Before this season began, there was hope – lots of it, in fact.
The hope was that Lovie Smith would come in, and the Buccaneers would turn things around, or at least start to head in the right direction. He and GM Jason Licht would start to right the ship. Some of the so-called pundits even predicted Tampa Bay would qualify for the playoffs.
Those self-proclaimed experts were wrong. Man, were they ever wrong. And we, the fans, paid the price.
None of us expected the Bucs to go 2-14. Remember back in the draft, when the Bucs used all of their picks to upgrade an offense that needed more than a few extra cylinders? The offensive line was overhauled via free agency. What did we end up with in return?
We got an offense that finished 30th in the league in total yards.
We got a journeyman quarterback that won only one of his eleven starts, completed only 56% of his passes, threw more INT’s (14) than TD’s (11) and was sacked 36 times.
We got a running game that averaged less than 100 yards per game on the ground. Think of how much worse it would’ve been had they not gone crazy on Sunday in the finale against the Saints.
We did, however, get a beast of a wide receiver. Mike Evans went for over 1,000 yards and 12 touchdowns. Only Dez Bryant, Antonio Brown and Jordy Nelson found the end zone more often. When you consider who was throwing the ball to Evans this year, his stats are even more remarkable.
What did we get on defense? We got a unit that ranked 25th in the league, and more often than not, looked worse than that. Lovie Smith is supposed to be a defensive-minded coach. Plays that could’ve been made to seal games were not made. Gerald McCoy and Lavonte David are great, but the jury is still out on many others.
What’s the most painful part of this season, besides the obvious 2-14? If the Bucs had gone 8-8, they would’ve won the NFC South and would be hosting a playoff game at Raymond James Stadium this weekend.
I was going to hand out final grades, as I did at the midpoint of the season. But honestly, you could take everything I wrote eight weeks ago and just multiply it times two – including the number of wins, sadly.
How the heck did they beat Pittsburgh?
But hey – they’ve got the No. 1 pick in next year’s draft. Yeah! There is hope after all!
By the way, the photo at the top of this article is a shameless selfie, taken as the Bucs were losing to the Falcons at Ray-Jay in November.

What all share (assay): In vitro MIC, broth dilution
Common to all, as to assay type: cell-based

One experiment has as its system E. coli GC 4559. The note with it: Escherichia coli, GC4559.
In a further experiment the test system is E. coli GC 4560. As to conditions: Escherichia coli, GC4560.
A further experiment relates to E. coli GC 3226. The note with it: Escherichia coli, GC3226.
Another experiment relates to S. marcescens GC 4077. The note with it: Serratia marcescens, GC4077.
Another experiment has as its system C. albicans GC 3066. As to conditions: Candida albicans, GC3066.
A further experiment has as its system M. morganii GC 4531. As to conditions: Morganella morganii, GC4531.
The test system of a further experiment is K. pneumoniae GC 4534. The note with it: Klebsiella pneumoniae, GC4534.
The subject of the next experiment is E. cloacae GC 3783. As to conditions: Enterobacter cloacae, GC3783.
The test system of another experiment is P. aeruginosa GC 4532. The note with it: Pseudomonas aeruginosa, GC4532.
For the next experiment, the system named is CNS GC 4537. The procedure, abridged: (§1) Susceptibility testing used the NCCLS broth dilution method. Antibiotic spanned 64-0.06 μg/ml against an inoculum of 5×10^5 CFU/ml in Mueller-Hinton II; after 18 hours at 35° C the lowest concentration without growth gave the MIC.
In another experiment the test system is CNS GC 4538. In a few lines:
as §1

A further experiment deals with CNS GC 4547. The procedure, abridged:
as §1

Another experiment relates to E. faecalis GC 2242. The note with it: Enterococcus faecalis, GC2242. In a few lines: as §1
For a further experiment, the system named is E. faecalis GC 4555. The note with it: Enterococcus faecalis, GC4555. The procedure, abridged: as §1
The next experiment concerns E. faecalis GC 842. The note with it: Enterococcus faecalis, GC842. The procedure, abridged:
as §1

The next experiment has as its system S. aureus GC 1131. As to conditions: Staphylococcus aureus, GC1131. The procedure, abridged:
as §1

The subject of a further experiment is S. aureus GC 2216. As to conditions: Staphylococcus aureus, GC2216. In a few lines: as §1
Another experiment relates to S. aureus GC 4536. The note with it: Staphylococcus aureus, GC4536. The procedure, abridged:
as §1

Here are some thoughts on the Buccaneers’ amazing, 27-24 victory over the Steelers on Sunday.
For a change, there’s plenty to write about in the “good” department.
The Bucs got the ball back in Pittsburgh territory with less than a minute remaining, thanks to a defensive stop and a short punt. Mike Glennon had no timeouts to work with. No problem. He drove Tampa Bay right down the field with a huge 41-yard completion to Louis Murphy, followed by a 5-yard touchdown pass to Vincent Jackson with seven seconds left on the clock. It was an incredible rally by a team that gave up 56 points to the Falcons the last time out. Glennon threw for over 300 yards while completing just half of his passes. But with the game on the line, he came up big. Murphy finished with 99 yards receiving, as he stepped up in a big way after Mike Evans left the game with an injury.
Defensively, the Bucs limited the Steelers to just one touchdown in the second half. They sacked Ben Roethlisberger a season-high five times, and forced a fumble that led to Tampa Bay’s first score, a Glennon-to-Evans TD pass. We need to see more of that in the weeks to come.
Even with the sacks, the Buccaneers allowed Big Ben to throw for over 300 yards and three touchdowns. And they continue to struggle to cover tight ends. Heath Miller had 10 catches for 85 yards and a score. Next week, they’re playing a tight end named Jimmy Graham. I suggest they do some homework on him. Antonio Brown also had a field day, catching seven balls for 131 yards and two TD’s. And who knows what the outcome might have been had Brown not dropped a flea flicker that could’ve gone for another six points.
Penalties continue to be a problem. The Bucs were flagged nine times for 50 yards. But they were outdone by the Steelers in that category. Pittsburgh had 13 penalties, including more than a few 15-yarders that helped Tampa Bay’s cause.
The Bucs were down in the red zone on their second-to-last possession. They decided it would be a good idea to let Bobby Rainey throw a pass into the end zone. If that play works, you look like a genius. If it doesn’t, you look like a fool. It didn’t work. But fortunately, it didn’t end up costing Tampa Bay the game.